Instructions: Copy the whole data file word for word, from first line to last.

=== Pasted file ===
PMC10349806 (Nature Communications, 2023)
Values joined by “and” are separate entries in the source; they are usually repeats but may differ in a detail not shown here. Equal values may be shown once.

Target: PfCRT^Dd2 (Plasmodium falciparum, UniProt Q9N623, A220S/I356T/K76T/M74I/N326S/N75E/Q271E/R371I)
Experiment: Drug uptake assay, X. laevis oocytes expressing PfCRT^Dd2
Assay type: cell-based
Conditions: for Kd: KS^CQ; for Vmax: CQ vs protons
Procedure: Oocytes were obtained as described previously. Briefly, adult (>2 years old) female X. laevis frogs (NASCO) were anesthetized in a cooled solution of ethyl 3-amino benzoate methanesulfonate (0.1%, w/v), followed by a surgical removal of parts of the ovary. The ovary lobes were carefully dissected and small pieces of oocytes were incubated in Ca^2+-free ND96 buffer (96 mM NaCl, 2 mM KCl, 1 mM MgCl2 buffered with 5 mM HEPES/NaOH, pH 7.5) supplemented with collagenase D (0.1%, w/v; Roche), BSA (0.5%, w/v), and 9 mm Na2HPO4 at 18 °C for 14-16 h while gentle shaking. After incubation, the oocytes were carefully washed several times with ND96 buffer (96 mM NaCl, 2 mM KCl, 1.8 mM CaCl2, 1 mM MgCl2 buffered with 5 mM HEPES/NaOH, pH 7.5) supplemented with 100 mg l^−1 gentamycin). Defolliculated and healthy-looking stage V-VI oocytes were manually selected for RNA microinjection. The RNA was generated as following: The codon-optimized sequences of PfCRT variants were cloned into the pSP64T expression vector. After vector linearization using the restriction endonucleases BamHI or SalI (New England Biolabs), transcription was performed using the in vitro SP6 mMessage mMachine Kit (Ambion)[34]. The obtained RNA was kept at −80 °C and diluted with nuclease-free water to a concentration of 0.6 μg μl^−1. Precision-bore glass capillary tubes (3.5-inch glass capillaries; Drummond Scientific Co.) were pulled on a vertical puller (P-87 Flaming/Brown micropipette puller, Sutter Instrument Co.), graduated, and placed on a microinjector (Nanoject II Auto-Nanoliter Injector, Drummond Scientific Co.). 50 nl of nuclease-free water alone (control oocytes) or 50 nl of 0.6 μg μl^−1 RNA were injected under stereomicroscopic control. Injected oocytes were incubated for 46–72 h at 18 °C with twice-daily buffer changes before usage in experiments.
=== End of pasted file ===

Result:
PMC10349806 (Nature Communications, 2023)
Values joined by “and” are separate entries in the source; they are usually repeats but may differ in a detail not shown here. Equal values may be shown once.

Target: PfCRT^Dd2 (Plasmodium falciparum, UniProt Q9N623, A220S/I356T/K76T/M74I/N326S/N75E/Q271E/R371I)
Experiment: Drug uptake assay, X. laevis oocytes expressing PfCRT^Dd2
Assay type: cell-based
Conditions: for Kd: KS^CQ; for Vmax: CQ vs protons
Procedure: Oocytes were obtained as described previously. Briefly, adult (>2 years old) female X. laevis frogs (NASCO) were anesthetized in a cooled solution of ethyl 3-amino benzoate methanesulfonate (0.1%, w/v), followed by a surgical removal of parts of the ovary. The ovary lobes were carefully dissected and small pieces of oocytes were incubated in Ca^2+-free ND96 buffer (96 mM NaCl, 2 mM KCl, 1 mM MgCl2 buffered with 5 mM HEPES/NaOH, pH 7.5) supplemented with collagenase D (0.1%, w/v; Roche), BSA (0.5%, w/v), and 9 mm Na2HPO4 at 18 °C for 14-16 h while gentle shaking. After incubation, the oocytes were carefully washed several times with ND96 buffer (96 mM NaCl, 2 mM KCl, 1.8 mM CaCl2, 1 mM MgCl2 buffered with 5 mM HEPES/NaOH, pH 7.5) supplemented with 100 mg l^−1 gentamycin). Defolliculated and healthy-looking stage V-VI oocytes were manually selected for RNA microinjection. The RNA was generated as following: The codon-optimized sequences of PfCRT variants were cloned into the pSP64T expression vector. After vector linearization using the restriction endonucleases BamHI or SalI (New England Biolabs), transcription was performed using the in vitro SP6 mMessage mMachine Kit (Ambion)[34]. The obtained RNA was kept at −80 °C and diluted with nuclease-free water to a concentration of 0.6 μg μl^−1. Precision-bore glass capillary tubes (3.5-inch glass capillaries; Drummond Scientific Co.) were pulled on a vertical puller (P-87 Flaming/Brown micropipette puller, Sutter Instrument Co.), graduated, and placed on a microinjector (Nanoject II Auto-Nanoliter Injector, Drummond Scientific Co.). 50 nl of nuclease-free water alone (control oocytes) or 50 nl of 0.6 μg μl^−1 RNA were injected under stereomicroscopic control. Injected oocytes were incubated for 46–72 h at 18 °C with twice-daily buffer changes before usage in experiments.